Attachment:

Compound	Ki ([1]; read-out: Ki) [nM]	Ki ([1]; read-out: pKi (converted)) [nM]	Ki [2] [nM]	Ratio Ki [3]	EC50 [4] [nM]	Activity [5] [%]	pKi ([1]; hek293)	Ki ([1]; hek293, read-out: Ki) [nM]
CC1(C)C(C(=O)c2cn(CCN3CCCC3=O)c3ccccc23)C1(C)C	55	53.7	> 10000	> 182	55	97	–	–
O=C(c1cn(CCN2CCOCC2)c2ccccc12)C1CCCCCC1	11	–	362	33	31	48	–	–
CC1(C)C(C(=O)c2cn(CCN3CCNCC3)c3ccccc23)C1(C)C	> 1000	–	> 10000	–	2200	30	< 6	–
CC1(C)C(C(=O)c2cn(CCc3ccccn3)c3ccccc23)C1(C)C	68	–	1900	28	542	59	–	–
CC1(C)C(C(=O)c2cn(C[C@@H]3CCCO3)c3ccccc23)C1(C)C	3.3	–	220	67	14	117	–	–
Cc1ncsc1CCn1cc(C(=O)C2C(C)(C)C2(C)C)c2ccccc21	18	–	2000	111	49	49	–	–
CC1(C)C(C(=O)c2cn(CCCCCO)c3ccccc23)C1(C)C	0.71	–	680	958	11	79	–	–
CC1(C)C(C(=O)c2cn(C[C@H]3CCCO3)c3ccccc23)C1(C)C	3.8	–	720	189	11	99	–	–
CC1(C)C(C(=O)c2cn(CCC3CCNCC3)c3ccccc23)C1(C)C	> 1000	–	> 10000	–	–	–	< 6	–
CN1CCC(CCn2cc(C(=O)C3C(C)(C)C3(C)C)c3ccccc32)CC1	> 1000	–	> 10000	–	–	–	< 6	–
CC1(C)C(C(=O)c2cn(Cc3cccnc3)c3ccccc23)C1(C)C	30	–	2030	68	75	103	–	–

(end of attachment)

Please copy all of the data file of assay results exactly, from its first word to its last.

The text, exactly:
Compound	Ki ([1]; read-out: Ki) [nM]	Ki ([1]; read-out: pKi (converted)) [nM]	Ki [2] [nM]	Ratio Ki [3]	EC50 [4] [nM]	Activity [5] [%]	pKi ([1]; hek293)	Ki ([1]; hek293, read-out: Ki) [nM]
CC1(C)C(C(=O)c2cn(CCN3CCCC3=O)c3ccccc23)C1(C)C	55	53.7	> 10000	> 182	55	97	–	–
O=C(c1cn(CCN2CCOCC2)c2ccccc12)C1CCCCCC1	11	–	362	33	31	48	–	–
CC1(C)C(C(=O)c2cn(CCN3CCNCC3)c3ccccc23)C1(C)C	> 1000	–	> 10000	–	2200	30	< 6	–
CC1(C)C(C(=O)c2cn(CCc3ccccn3)c3ccccc23)C1(C)C	68	–	1900	28	542	59	–	–
CC1(C)C(C(=O)c2cn(C[C@@H]3CCCO3)c3ccccc23)C1(C)C	3.3	–	220	67	14	117	–	–
Cc1ncsc1CCn1cc(C(=O)C2C(C)(C)C2(C)C)c2ccccc21	18	–	2000	111	49	49	–	–
CC1(C)C(C(=O)c2cn(CCCCCO)c3ccccc23)C1(C)C	0.71	–	680	958	11	79	–	–
CC1(C)C(C(=O)c2cn(C[C@H]3CCCO3)c3ccccc23)C1(C)C	3.8	–	720	189	11	99	–	–
CC1(C)C(C(=O)c2cn(CCC3CCNCC3)c3ccccc23)C1(C)C	> 1000	–	> 10000	–	–	–	< 6	–
CN1CCC(CCn2cc(C(=O)C3C(C)(C)C3(C)C)c3ccccc32)CC1	> 1000	–	> 10000	–	–	–	< 6	–
CC1(C)C(C(=O)c2cn(Cc3cccnc3)c3ccccc23)C1(C)C	30	–	2030	68	75	103	–	–